Reading and Writing

Children of the War

In this photo, Charles Comer is giving rations to some Korean children. In his interview he discusses that troops would often give their c-rations to the Korean children who seemed under nourished and may have been orphaned due to the war. In his oral narrative, he tells the story of a Captain England, who adopted one of the orphan Korean kids that they found when they were traveling through Seoul from Incheon.

Children of the War

Video Transcript

00:00
Charles C-H-A-R-L-E-S  w middle and
00:05
last name C-O-M-E-R that’s your last name
00:09
yeah what is your birthday and where
00:12
were you born I was born in Tennessee
00:14
April 21st 1935 on Easter Sunday morning
00:20
tell me about your family when you were
00:24
growing up your parents your siblings we
00:28
came I’m the youngest of eight children
00:30
and we came here and we came we moved to
00:35
dallas in 1940 from tennessee and my
00:42
brother had an accounting he was a cpa
00:44
he had an accounting business there my
00:48
other brother had a manufacturing
00:55
company and then I had a brother that
00:59
was stationed that Freeport not free
01:06
Borca air base next to this report i
01:10
can’t think he named the air base right
01:12
now but he he was in the service there
01:15
and he was killed on an accident and
01:20
then i had a couple of sisters and they
01:25
were older than I was there everybody’s
01:29
deceased but me when did you graduate
01:33
high school I did when I I went in the
01:37
Army when I was 17 and I finished high
01:41
school when I got back and then started
01:45
to Arlington state college I said that’s
01:48
a great oh so you joined the army right
01:52
right enlisted right in your 70s chillin
01:57
thing so you got the signature from your
01:59
parents or they gave me information yeah
02:03
so where did you get the basic military
02:07
training well I took my initial basic
02:10
training with the 1st Armored Division
02:13
in Fort Hood Texas North for dreaded
02:16
Texas and then advanced training I took
02:21
it in San Antonio at the army base sir
02:28
so do you remember when was of you and
02:32
enlisted to the army 17 60 like a 1947
02:39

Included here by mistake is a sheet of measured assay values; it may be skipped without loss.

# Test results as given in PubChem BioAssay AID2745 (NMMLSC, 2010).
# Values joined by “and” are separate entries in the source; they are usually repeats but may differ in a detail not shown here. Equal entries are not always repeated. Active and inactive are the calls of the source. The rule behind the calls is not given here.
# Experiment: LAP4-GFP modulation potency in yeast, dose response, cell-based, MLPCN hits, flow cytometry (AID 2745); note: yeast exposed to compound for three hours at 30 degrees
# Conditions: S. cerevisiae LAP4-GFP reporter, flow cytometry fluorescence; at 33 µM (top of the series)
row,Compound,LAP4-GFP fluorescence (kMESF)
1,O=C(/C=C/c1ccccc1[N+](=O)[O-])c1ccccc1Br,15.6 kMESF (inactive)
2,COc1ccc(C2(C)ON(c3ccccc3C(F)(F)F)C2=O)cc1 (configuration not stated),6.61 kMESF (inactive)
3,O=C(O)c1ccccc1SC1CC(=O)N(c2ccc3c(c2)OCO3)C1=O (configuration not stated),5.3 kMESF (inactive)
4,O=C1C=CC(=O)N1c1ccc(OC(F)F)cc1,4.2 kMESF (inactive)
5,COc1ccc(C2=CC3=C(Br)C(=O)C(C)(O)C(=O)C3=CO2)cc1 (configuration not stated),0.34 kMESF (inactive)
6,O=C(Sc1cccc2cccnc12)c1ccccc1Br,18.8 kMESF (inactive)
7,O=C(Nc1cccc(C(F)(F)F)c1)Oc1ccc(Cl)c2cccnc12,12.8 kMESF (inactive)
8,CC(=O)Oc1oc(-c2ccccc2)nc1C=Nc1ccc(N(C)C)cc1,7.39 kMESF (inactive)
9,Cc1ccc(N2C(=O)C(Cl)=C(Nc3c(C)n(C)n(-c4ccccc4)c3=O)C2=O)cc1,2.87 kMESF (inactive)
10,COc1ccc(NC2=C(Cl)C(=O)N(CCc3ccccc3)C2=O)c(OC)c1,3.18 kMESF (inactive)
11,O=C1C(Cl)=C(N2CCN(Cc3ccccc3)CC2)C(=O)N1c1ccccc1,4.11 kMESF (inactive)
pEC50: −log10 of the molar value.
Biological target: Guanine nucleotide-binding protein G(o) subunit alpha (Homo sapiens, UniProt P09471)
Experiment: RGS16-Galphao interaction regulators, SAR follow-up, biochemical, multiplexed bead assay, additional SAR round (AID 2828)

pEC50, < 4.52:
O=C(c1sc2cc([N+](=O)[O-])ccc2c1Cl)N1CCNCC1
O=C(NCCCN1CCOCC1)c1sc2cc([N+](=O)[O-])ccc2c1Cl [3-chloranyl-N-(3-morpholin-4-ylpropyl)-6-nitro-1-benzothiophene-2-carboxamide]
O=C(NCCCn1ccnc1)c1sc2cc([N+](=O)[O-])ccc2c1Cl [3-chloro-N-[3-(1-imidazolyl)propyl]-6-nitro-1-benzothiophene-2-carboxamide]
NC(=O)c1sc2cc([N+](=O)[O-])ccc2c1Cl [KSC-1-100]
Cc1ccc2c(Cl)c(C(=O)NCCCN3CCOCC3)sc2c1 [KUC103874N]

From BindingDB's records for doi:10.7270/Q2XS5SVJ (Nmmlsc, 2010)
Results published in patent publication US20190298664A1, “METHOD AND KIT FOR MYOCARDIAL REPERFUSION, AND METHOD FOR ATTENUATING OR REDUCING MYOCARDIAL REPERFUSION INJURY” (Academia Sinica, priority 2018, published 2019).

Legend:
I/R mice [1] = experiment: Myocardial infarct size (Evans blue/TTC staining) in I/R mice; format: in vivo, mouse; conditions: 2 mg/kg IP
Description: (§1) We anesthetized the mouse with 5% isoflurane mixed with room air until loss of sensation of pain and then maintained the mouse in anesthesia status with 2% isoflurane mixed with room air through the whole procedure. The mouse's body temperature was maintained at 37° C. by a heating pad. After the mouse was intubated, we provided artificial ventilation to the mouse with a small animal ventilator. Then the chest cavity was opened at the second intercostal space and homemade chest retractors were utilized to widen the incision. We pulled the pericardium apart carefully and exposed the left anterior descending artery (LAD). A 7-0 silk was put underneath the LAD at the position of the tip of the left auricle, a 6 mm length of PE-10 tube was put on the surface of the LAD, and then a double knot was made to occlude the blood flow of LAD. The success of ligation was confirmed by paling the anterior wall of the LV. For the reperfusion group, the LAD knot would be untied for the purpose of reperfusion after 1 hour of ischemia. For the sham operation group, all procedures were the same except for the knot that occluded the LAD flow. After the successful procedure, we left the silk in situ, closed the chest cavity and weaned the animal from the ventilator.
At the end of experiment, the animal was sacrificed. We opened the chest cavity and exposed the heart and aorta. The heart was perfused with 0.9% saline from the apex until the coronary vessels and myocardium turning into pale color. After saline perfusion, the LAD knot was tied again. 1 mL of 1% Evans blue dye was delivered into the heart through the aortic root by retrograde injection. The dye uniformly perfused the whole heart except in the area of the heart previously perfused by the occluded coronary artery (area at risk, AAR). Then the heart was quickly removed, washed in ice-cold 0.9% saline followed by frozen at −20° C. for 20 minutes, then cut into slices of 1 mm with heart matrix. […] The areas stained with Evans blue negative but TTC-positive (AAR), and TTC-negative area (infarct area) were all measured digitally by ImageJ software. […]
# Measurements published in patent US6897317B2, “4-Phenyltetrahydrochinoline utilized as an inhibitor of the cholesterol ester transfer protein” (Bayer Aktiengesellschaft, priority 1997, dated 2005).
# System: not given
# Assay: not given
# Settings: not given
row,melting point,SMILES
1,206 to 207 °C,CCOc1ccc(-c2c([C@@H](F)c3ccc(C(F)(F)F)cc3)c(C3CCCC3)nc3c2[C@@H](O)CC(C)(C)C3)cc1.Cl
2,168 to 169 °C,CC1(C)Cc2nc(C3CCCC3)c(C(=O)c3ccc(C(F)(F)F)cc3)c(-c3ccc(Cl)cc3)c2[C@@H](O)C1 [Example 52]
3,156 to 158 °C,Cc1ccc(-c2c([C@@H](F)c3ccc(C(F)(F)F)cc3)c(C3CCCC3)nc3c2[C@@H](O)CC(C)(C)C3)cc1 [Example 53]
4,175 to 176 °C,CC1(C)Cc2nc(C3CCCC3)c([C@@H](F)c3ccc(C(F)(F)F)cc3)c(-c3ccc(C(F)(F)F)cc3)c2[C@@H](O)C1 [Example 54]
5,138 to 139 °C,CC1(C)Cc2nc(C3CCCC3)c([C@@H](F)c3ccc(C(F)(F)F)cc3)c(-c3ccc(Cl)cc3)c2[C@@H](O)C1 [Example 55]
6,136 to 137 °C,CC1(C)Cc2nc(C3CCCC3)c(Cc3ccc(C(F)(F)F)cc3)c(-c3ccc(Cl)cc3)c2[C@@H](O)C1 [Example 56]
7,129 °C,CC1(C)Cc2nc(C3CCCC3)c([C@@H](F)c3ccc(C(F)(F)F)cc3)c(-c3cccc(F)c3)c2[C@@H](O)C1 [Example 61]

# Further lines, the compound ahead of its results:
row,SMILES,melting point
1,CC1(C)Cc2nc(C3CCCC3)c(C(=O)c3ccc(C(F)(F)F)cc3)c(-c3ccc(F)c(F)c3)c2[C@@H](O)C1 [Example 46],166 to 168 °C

now I listed in nineteen fifty-two 52
02:47
and you did you know that there was a
02:51
Korean War oh yeah another buddy of mine
02:55
and I unless you together mm-hmm and you
02:58
all know about the Korean War broke all
03:00
yeah how did you know well it was in the
03:05
news generally and we were aware of it
03:10
sure mm-hmm and then after you done with
03:16
your basic military training in san
03:18
antonio what was your specialty I was a
03:22
metal terrible Asian military policeman
03:26
and how did did you go to Korea yeah
03:32
when I got our left and I shipped out a
03:39
seattle washington and when did you
03:42
leave for korea hello yeah well I know
03:47
approx yeah where was it was in March
03:51
lighter part of March 1953 and did you
03:58
stop by in Japan or did you go directly
04:00
to korea won t right well i went to kobe
04:04
kobe hand when we zeroed our rifles in
04:08
there and then got on a launch the tank
04:14
landing craft and went over to Incheon
04:18
hmm
04:22
so it must be around March or April in
04:26
in Korea it was must been my droid is
04:30
that night for April were you nervous
04:36
yeah did you know anything about what’s
04:43
going on in Korea yeah well when we
04:49
landed it was getting into the evening
04:52
dusk and at Incheon and they loaded us
04:57
and my memory fades a little bit but if
05:01
I’m not mistaken we got on the train and
05:04
we went some distance on a train and by
05:09
then it was dark and we got on we called
05:13
him dusan I trucks and went up to the
05:19
7th division and at first you could see